Posted by: GeraldineKent on Jul 25, 2011
I just finished reading this article on Mashable and some interesting ideas came to mind.
“While the Internet is no longer a “Wild West,” people in power are still trying to figure out how best to approach online communities and their social tools. There may not be any clear answers, but social is certainly not going to go away.
There are nearly infinite ways that governments are using social media. Help us add to the conversation by sharing your own insights in the comments below. How have you seen governments, large and small, use social media? What could be done better?”
My first answer was, “No, I haven’t seen governments, of any size, use social media, in any way that benefits their citizens.” And I think that the end result of any government enjoying the luxuries of iPads, smartphones social networking, should benefit the people of their country, who may not be able to afford any of those luxuries. In South Africa, we do not have stable, affordable, widespread bandwidth. If you want to enjoy access to the internet, you have to be able to afford an ADSL line, a broadband connection, a wireless subscription. And even with those services, reliability is not guaranteed because of a lack of coverage across the country.
Bearing all of that in mind, I struggle to understand how our government thought it was more important to get President Jacob Zuma an iPad2, rather than spending time strategising on more serious issues. The “President Hotline”, a telephonic customer care-like system, offering citizens a chance to reach the government and official ministers directly, was a good idea because so many South Africans can still afford to make phone calls from one landline phone to another. But it appears that this option has fallen to the whey side as social media, mobile networking and smartphones force their way to the forefront. I can't deny in any way, that social networking is necessary in today’s social system. But what help is an iPad to our president if so many of our citizens can barely afford a Telkom phone line, never mind the ADSL subscription. In an ideal world I truly believe that the social media system could offer so much in terms of education. And with education comes the promise of hope for larger social issues, like sustainability and development, job creation, open communication across spatial-temporal boundaries and so much more.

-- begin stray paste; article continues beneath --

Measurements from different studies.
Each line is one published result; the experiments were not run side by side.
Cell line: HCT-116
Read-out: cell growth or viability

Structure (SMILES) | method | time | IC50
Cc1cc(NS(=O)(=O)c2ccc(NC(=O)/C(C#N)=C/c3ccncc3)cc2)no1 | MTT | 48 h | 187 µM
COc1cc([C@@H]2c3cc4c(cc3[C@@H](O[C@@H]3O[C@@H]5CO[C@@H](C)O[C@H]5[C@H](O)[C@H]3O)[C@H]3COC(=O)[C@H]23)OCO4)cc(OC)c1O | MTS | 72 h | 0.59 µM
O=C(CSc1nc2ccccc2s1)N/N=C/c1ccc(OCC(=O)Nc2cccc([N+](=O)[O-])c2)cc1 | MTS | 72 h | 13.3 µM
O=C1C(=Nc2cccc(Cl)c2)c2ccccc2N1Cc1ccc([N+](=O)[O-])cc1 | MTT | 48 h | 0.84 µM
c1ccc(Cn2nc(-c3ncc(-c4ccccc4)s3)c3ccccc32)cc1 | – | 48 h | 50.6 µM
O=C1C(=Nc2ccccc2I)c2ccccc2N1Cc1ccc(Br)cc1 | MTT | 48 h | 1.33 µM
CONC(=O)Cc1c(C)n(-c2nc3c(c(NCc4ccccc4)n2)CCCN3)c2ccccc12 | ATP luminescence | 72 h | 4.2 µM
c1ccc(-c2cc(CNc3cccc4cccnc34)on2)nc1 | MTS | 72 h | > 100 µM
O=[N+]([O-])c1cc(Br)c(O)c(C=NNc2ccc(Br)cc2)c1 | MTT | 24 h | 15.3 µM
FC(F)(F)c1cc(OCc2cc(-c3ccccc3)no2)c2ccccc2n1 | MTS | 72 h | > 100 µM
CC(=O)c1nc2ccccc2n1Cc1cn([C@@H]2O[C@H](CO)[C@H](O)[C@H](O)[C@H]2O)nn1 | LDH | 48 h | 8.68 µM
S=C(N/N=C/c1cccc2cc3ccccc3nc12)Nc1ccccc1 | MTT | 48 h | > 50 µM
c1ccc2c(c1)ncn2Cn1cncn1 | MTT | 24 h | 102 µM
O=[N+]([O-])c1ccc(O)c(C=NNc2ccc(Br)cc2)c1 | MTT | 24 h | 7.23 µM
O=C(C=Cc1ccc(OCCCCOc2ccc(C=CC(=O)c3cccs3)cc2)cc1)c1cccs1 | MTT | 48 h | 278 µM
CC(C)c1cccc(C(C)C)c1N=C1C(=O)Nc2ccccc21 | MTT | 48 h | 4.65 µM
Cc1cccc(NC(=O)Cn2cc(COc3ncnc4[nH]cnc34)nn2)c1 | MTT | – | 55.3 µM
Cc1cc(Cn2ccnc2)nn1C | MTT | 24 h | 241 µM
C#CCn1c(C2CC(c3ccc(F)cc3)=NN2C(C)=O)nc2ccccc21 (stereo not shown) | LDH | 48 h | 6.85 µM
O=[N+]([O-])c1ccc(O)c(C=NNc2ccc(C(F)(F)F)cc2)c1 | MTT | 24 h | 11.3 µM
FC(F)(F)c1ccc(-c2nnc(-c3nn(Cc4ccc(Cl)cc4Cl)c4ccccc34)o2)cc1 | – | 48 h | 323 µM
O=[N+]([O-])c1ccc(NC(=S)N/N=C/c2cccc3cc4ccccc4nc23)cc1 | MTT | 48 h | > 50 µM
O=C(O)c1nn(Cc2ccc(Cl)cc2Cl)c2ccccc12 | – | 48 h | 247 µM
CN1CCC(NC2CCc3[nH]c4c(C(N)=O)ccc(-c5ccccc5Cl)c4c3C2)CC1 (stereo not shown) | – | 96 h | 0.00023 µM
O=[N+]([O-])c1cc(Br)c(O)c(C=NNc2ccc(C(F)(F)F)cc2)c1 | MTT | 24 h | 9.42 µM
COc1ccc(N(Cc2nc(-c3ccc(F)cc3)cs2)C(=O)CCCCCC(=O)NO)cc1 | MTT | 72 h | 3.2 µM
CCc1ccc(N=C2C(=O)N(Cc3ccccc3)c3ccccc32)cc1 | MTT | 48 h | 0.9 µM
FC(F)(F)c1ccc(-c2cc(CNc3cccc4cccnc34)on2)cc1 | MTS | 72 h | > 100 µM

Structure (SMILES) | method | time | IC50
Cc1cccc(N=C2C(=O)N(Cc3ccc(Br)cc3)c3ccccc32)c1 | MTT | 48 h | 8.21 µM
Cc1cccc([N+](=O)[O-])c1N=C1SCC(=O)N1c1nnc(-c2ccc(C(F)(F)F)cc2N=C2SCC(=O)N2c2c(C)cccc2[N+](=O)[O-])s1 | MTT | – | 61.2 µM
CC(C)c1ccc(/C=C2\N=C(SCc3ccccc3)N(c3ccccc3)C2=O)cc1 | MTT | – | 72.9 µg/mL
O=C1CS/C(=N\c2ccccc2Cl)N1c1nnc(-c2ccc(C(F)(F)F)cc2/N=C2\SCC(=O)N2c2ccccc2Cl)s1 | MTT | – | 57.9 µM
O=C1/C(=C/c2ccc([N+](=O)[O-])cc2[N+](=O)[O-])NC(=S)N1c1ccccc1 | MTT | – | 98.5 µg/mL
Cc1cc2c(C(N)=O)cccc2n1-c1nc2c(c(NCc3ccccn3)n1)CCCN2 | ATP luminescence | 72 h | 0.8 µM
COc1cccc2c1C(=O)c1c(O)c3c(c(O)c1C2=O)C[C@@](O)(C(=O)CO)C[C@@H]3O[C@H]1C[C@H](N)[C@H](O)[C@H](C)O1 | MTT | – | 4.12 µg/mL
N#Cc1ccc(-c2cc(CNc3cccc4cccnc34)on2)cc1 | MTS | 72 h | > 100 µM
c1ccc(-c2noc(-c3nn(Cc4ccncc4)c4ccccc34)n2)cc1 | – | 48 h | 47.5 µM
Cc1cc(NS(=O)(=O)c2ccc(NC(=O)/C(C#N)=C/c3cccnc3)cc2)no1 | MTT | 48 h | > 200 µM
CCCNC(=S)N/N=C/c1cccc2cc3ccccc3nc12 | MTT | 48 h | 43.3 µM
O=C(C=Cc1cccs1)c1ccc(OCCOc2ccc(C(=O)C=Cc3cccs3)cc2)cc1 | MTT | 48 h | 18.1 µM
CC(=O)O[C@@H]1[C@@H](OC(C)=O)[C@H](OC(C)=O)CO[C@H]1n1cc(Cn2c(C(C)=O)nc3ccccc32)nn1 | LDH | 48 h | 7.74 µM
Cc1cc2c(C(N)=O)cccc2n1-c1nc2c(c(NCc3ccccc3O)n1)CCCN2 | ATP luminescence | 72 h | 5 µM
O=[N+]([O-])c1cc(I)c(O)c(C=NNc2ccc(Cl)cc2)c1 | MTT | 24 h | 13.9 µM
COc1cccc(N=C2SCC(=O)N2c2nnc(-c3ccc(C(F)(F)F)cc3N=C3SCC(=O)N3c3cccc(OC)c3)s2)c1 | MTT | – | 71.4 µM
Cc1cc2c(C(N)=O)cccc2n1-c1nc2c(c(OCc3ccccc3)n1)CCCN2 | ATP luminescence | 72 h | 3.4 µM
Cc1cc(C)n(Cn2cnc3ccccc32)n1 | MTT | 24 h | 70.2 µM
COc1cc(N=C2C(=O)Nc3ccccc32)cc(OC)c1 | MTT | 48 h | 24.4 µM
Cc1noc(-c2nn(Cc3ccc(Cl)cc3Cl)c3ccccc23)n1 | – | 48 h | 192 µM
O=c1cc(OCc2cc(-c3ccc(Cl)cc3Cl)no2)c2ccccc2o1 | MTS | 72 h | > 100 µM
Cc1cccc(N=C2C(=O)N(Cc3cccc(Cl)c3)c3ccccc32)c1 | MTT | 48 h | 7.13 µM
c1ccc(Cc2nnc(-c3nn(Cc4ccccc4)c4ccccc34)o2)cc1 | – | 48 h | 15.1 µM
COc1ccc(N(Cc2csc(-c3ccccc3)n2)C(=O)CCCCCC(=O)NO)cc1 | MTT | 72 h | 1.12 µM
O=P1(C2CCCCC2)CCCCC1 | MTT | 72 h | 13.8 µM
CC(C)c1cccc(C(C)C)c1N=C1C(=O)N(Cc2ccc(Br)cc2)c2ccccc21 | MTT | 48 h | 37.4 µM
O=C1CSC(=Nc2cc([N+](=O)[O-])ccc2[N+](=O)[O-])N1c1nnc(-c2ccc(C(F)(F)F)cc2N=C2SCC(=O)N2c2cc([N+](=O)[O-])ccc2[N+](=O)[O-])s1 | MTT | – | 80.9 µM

If I had the chance, I would challenge President Zuma: for every hour he enjoys tweeting from his iPad, he should guarantee 50 computers, with ADSL or Broadband internet, to a school or community in a rural township area of South Africa. Furthermore, for every R100 he spends downloading apps for his iPad, he should provide seminars to those communities or schools, educating them on how to use their computers and the internet.
The wider the range of people online, inside the virtual communities, the richer the collective knowledge of our generation. And this collective knowledge could be what we need to succeed with ‘green’ initiatives, aimed at developing the third world, making basic lifestyles more sustainable. Basically, all these things we call ‘social issues’ are linked to a lack of education, a lack of resources, an unequal spectrum of livelihoods. IF we were to gradually fix each of these links, the rest of the cycle consequently improves. If we really want to be the generation that curbs global warming, that feeds the poor, that educates the less fortunate, that prevents the tiger’s extinction, then we need to fight for more equal opportunities in society. Something as small, lightweight and compact as an iPad 2 really can have detrimental effects on unstable societies like South Africa, Egypt, the Middle East and South America.